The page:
There has been a great deal of talk recently from our Coalition government about working together “for the national good.” This phrase, “the national good” seems to be trotted out every few minutes – as if there has been some dictat from on high that this is the preferred sound-bite of the moment.
What puzzles me, is what they mean by the phrase. It may well be a naive position, but surely in an elected democracy the ruling party should always be working for “the national good”? Is this a backhanded-dig to suggest that the previous government was not working for “the national good”? Or, (much less likely) is it a tacit admission that in the past they themselves have not always been working for “the national good”?
The idea seems to be that in a coalition you can’t have it ‘all your own way’ (in terms of your political beliefs) and so some new standard needs to be applied which both parties can agree on – hence, “the national good.” If this is the case, then one could argue that it is a tacit admission that single-party policies are not in “the national good.”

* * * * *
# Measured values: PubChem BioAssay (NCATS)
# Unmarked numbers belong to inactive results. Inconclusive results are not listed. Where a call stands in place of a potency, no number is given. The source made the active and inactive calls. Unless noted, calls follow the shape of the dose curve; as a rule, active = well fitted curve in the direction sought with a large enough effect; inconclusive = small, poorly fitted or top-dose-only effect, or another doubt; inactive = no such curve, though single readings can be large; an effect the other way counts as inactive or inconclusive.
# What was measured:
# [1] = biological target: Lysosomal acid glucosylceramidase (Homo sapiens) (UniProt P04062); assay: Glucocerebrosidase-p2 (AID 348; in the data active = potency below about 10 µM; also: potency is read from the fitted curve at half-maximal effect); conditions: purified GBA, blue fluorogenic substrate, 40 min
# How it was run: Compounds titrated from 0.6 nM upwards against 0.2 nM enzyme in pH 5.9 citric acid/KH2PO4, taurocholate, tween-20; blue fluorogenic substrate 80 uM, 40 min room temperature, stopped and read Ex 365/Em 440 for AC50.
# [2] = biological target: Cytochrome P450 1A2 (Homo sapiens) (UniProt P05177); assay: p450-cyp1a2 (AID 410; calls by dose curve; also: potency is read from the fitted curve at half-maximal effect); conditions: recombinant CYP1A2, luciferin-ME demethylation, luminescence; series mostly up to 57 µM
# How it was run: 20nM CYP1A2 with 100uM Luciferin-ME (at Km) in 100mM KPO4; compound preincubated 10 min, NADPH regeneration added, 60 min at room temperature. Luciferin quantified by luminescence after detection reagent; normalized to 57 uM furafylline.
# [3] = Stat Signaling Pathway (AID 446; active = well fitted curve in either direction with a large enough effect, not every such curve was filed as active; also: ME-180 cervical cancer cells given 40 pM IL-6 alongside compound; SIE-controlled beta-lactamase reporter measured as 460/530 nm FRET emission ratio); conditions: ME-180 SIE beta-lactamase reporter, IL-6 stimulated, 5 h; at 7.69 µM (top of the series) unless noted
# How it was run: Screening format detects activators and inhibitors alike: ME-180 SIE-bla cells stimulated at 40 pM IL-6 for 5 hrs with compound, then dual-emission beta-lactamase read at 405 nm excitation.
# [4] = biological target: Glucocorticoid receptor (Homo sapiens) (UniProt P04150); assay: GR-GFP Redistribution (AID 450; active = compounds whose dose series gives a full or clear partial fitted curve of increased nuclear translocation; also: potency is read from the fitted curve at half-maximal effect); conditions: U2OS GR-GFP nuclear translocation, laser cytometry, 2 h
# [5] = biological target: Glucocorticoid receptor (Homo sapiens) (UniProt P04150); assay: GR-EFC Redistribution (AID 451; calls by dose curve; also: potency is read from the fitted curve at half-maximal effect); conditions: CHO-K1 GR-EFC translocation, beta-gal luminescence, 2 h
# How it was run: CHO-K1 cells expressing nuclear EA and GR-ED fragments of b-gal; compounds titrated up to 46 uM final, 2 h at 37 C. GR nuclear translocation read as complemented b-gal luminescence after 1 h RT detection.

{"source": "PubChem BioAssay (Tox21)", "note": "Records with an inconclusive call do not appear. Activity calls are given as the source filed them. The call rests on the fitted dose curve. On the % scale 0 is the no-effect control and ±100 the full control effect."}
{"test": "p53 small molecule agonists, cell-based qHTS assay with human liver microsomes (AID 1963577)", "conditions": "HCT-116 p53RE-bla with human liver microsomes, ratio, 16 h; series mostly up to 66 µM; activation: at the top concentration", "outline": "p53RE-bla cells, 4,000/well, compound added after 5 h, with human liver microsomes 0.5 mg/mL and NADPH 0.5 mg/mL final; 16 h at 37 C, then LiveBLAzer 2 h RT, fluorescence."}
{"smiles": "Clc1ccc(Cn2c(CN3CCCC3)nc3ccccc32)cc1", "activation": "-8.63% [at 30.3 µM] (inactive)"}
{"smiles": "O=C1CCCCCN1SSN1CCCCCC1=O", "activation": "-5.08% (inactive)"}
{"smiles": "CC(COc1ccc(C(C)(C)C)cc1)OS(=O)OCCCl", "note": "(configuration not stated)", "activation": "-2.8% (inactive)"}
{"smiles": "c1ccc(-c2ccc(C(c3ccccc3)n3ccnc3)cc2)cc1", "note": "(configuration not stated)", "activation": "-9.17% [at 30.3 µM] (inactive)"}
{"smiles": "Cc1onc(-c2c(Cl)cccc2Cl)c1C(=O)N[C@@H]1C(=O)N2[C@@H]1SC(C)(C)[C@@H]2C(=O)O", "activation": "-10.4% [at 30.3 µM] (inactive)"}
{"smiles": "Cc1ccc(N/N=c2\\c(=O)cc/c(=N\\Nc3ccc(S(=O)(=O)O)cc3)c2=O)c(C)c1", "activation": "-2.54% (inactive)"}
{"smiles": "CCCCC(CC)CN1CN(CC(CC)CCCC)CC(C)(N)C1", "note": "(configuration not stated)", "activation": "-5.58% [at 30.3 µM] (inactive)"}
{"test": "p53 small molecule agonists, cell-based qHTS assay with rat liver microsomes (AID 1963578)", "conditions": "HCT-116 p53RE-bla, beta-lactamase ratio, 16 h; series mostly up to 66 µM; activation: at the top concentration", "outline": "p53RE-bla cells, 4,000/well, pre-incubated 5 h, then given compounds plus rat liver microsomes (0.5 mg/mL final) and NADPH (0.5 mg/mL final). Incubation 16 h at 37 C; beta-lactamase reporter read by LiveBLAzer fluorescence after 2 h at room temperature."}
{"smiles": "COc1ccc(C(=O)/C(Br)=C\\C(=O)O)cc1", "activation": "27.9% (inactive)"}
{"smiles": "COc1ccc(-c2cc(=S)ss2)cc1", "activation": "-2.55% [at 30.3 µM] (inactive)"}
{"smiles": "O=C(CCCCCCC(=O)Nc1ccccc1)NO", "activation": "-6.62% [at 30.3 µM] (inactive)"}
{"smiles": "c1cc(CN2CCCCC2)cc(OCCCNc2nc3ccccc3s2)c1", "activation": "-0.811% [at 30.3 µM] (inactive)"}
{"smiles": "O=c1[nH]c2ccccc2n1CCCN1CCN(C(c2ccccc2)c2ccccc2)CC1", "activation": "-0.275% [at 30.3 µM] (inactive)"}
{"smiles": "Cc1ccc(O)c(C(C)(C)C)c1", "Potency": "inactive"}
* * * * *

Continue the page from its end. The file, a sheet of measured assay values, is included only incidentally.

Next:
But theologically the interesting question is how you define “the national good” when you have taken God out of the picture. If there is no external, objective standard of “the good” then you are left at best with a subjective personal view. Which is why some people get upset by some decisions the government makes (which adversely affect them) and others about different policies. At the end of the day, the only real criterion in a God-less world is ‘what seems right to me’, or perhaps, ‘what seems right to the majority’.
The trouble is both me and the majority can be wrong. Where does that leave “the national good”?…